Department of Italian
Italian in Year 1
- Summary of teaching
- Examinations for Part 1A, Option B
- Preliminary reading list for prospective IA post A-level students
Post A-Level (Option B)
The Part IA Post A-Level course at Cambridge is designed to develop your existing knowledge and skills to a high level of proficiency. The language teaching is complemented by a further course (Texts and Contexts), which provides the opportunity to study some of the finest works in Italian literary culture, along with some aspects of Italian linguistics.
Summary of Teaching
Each week the Department offers two hours of language teaching for the written language papers. The Use of Italian class focuses on
developing the fluency, accuracy, and scope of your written Italian through a wide range of linguistic exercises. The Translation/
Commentary class, based on the exercises of translation from Italian into English and linguistic/stylistic commentary, aims to
enhance your understanding of the Italian and your appreciation of the expressive possibilities of the language. Both these classes
are taught in groups of around 8 to 10 students. Oral supervisions are held weekly in smaller groups of 2 to 4 students.
Students are encouraged to supplement this formal teaching by independent study, for which the Faculty offers a variety of resources, including the Language Centre, the Computer-Assisted Language Learning Facility, and TV and Video viewing facilities. For details, see the 'Resources' section of the website, which also includes information on the Italian Society and on vacation courses in Italy.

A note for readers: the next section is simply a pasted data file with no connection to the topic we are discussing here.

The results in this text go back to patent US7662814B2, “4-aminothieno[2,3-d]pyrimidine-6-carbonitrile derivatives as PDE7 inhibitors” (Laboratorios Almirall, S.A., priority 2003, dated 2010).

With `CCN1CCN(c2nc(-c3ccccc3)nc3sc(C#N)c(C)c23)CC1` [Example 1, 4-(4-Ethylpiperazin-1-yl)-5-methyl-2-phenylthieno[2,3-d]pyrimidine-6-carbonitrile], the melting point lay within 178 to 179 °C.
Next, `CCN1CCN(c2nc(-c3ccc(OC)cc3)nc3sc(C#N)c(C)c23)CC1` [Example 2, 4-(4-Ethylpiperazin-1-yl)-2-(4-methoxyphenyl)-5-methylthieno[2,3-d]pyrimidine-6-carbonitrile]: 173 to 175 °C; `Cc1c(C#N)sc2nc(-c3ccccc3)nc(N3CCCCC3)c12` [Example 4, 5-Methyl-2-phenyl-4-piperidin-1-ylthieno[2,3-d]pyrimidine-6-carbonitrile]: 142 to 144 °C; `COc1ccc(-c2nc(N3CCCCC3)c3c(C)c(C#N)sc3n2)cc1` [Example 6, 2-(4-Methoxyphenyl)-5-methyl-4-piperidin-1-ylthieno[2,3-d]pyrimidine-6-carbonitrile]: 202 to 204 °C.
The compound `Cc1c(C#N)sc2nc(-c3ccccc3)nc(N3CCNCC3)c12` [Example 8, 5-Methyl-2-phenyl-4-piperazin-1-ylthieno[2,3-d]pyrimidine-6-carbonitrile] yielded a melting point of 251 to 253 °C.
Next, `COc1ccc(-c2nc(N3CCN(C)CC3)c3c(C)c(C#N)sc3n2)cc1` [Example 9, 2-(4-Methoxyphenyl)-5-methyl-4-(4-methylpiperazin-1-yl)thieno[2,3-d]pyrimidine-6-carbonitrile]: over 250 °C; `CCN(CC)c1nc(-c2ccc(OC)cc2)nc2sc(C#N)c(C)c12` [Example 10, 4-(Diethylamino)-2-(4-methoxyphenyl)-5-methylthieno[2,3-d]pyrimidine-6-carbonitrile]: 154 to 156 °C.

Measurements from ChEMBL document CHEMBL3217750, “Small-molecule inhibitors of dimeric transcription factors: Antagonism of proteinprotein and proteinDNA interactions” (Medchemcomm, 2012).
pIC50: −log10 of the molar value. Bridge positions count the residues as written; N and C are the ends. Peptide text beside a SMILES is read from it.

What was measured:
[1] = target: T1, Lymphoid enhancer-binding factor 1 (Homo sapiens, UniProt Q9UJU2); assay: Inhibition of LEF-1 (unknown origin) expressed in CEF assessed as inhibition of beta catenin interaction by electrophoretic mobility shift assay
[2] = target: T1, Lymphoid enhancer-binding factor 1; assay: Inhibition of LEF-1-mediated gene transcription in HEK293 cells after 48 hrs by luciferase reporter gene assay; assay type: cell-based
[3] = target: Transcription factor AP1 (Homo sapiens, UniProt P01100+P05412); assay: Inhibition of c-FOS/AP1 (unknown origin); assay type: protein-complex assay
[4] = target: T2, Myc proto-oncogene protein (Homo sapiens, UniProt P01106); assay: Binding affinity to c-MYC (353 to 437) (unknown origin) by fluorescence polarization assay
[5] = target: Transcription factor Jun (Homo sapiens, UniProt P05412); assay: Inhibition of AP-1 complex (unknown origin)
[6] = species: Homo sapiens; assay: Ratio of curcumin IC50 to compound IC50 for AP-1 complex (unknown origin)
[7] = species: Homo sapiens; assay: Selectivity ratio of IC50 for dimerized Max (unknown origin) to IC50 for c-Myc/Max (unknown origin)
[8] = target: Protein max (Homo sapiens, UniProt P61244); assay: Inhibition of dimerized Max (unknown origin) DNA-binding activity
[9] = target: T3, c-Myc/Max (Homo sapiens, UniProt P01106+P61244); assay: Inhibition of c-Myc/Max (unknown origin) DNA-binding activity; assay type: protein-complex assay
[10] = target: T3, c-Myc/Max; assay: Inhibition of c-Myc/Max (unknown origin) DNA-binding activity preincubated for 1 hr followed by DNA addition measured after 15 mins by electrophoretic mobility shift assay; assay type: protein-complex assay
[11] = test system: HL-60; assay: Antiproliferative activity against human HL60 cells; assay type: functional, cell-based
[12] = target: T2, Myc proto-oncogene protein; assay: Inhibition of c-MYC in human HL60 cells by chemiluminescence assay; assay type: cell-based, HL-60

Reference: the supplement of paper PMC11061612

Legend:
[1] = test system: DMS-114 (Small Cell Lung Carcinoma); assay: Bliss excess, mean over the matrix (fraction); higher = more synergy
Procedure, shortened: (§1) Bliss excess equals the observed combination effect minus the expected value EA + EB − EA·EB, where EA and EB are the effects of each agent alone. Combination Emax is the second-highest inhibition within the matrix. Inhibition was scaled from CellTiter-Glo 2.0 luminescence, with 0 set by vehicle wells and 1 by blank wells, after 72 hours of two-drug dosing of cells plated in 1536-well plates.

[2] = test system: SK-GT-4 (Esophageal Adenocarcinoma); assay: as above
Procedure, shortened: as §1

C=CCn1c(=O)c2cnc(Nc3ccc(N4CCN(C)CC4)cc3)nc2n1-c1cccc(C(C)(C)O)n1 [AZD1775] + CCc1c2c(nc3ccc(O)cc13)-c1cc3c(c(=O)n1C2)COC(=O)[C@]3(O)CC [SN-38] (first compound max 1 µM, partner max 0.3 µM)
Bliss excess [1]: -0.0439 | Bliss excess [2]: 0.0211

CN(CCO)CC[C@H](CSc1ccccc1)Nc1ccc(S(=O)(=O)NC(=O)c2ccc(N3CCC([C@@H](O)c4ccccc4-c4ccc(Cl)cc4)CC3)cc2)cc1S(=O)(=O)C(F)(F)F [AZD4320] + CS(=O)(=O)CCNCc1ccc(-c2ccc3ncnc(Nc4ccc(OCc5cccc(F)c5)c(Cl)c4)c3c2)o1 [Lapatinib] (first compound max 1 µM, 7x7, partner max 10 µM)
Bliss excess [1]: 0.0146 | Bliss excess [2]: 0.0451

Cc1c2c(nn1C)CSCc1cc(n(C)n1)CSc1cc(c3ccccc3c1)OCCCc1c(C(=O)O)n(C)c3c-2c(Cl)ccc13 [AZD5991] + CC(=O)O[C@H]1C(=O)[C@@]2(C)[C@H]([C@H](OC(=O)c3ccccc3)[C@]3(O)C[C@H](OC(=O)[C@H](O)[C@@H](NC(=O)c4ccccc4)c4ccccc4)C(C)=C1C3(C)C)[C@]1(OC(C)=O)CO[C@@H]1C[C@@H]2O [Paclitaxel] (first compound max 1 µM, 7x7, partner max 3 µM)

Teaching for the 'Texts and Contexts' paper will include lectures and seminars on each of the set texts, as well as weekly supervisions in small groups (2-3 students). In addition, the IA Translation/Commentary class will be directed in part to preparation for the commentary element of this paper.
If you have taken a gap year you will find it useful to revise Italian grammar thoroughly before coming to Cambridge. Whether you are taking a gap year or coming straight from school, you will, of course, benefit from spending as much time in Italy as possible. The most helpful preparation for the literature lies in independent reading of the set texts, with close attention to linguistic detail. For a first reading of Dante it is best to use a facing-page translation in prose or verse.
At the end of their first year, students will take three examination papers. Two of these are language papers (ITB1 and ITB2), and the third is a literature paper (It. 1):
- Paper IT B1: Use of Italian
- Paper IT B2: Translation from Italian and Oral B
- Paper It 1: Texts and Contexts